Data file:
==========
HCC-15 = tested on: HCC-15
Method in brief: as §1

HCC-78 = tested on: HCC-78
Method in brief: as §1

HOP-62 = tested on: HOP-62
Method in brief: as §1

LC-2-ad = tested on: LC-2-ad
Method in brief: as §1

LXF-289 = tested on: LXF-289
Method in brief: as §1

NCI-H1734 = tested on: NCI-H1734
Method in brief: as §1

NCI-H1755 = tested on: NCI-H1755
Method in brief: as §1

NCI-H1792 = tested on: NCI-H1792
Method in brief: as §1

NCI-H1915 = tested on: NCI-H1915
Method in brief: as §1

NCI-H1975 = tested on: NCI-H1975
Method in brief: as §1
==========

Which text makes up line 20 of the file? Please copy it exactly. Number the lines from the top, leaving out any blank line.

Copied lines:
Method in brief: as §1